• Who's more evil? (Score:3, Insightful)

    by Midnight Thunder ( 17205 ) on Monday August 01, 2005 @01:09AM (#13211499) Homepage Journal
    So who became more evil Apple or Microsoft?
  • by Buran ( 150348 ) on Monday August 01, 2005 @01:09AM (#13211500)
    I had thought that it was widely known that OS X won't run on anything not sold by Apple as a Mac.
    • You just wrote possibly the most insightful post this story will see. thank you so much.
    • by Dixie_Flatline ( 5077 ) <> on Monday August 01, 2005 @01:30AM (#13211598) Homepage
      Mod parent up.

      All the rest of you that are in a tizzy, slow down and think about it for just a second. How did you think they were going to prevent OS X from running on non-Apple Macs? Magic? Voodoo? Asking nicely?

      Besides, it gives the 3r33t h4xx0rs something to fiddle with and crack. They'd be bored otherwise. :P
      • How did you think they were going to prevent OS X from running on non-Apple Macs? Magic? Voodoo? Asking nicely?

        By not writing drivers for 99% of the hardware out there?

        Apple doesn't have to do a thing to prevent people from running OS X on non-Apple Macs. They don't have to - it'll be extremely inconvenient to do so already, because drivers don't magically appear out of nowhere just because the chip is manufactured by Intel.

    • by ( 463190 ) * on Monday August 01, 2005 @02:01AM (#13211721) Homepage

      What is not so widely known is that it is ILLEGAL [] (in the USA) to:

      a) BUY a PC
      b) BUY a copy of OSX
      c) Make "b" run on "a".

      You heard me - against the law to do it in the privacy of your own home, like sodomy in Texas.

      And don't think for a second that Apple is above invoking this stupid law [] (not the sodomy one)
  • by Jeremi ( 14640 ) on Monday August 01, 2005 @01:12AM (#13211513) Homepage
    The first person to crack this DRM implementation will win a free story about it on Slashdot!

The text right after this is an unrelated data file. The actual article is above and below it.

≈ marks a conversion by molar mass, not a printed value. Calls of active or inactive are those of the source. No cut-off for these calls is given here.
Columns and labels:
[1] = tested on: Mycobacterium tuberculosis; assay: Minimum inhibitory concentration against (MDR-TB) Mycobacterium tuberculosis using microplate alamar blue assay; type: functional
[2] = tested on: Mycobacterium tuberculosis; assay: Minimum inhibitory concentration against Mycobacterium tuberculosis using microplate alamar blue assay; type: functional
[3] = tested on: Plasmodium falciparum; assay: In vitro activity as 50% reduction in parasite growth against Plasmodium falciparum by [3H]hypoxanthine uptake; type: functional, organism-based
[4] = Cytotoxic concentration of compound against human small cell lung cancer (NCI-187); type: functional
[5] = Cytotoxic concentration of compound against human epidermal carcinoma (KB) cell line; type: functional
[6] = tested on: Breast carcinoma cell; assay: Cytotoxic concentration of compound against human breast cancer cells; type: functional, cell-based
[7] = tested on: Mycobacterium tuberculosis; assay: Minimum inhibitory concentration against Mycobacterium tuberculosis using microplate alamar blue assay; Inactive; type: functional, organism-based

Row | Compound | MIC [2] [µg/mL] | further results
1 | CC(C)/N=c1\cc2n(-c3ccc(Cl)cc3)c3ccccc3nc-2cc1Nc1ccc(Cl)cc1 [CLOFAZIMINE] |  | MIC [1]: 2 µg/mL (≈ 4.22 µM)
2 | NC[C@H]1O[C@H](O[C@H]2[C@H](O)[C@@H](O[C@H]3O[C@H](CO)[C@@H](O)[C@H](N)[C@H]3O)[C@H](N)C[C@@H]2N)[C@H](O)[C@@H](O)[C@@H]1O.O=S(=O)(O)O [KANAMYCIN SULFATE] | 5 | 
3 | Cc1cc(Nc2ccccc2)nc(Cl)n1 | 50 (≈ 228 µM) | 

• Its been done! (Score:3, Informative)

      by Beautyon ( 214567 )
      From the .nfo:

      Release: Apple MacOS X Tiger *x86* *PROPER*
      Type: OS
      Format: ISO
      Archives: 47x50mb
      Date: 08/2005
      System requirements: Intel Pentium 4 w/HT/1GB RAM/10GB+ HD

      R E L E A S E N O T E S
      Thanks to the guys at phe*NIX who released a non-working copy. Too bad we at XiSO had the OSX x86 DVD for a few weeks now, working hard on disabling the Infineon/Trusted Computing module which is present onboard of the "developer" Apple-Intel boxes. As some of you have heard, Rosetta, Apple's binary translation software use
  • Zealotry (Score:5, Funny)

    by NitsujTPU ( 19263 ) on Monday August 01, 2005 @01:13AM (#13211519)
    More specifically, it includes "a TCPA/Palladium implementation that uses a Infineon 1.1 chip which will prevent certain parts of the OS from working unless authorized."

    Oh no, my two sources of zealotry are colliding. Eeek! It can't be evil if Apple does it, right... but DRM is always evil, right? /. I need you! Tell me what to think!
  • Mach Overide (Score:3, Informative)

    by Anonymous Coward on Monday August 01, 2005 @01:13AM (#13211522)
    Alter OSX code at runtime. [] It only works on PPC at present, however.

  • by Pecisk ( 688001 ) on Monday August 01, 2005 @01:13AM (#13211524)
    I don't get it - Apple's hardware has always been close system as you can get from PC type computer. So of course they can be 'accidentaly' early addopters of Palladium. Don't like it? Choose another vendor.
  • by Durandal64 ( 658649 ) on Monday August 01, 2005 @01:22AM (#13211557)
    Apparently Apple's DRM kernel extension only gets involved when Rosetta is executing code. In other words, if you're running native code, there's no checking. But apparently some critical parts of the kernel are still being executed by Rosetta. And reimplementing the `AppleTPMACPI.kext' in a completely harmless manner (such that it always returns a "Yes go ahead" signal) is an option. As is replacing it at runtime via mach_override.

    These boxes aren't even for sale yet. I'm sure that it'll be cracked before that even happens.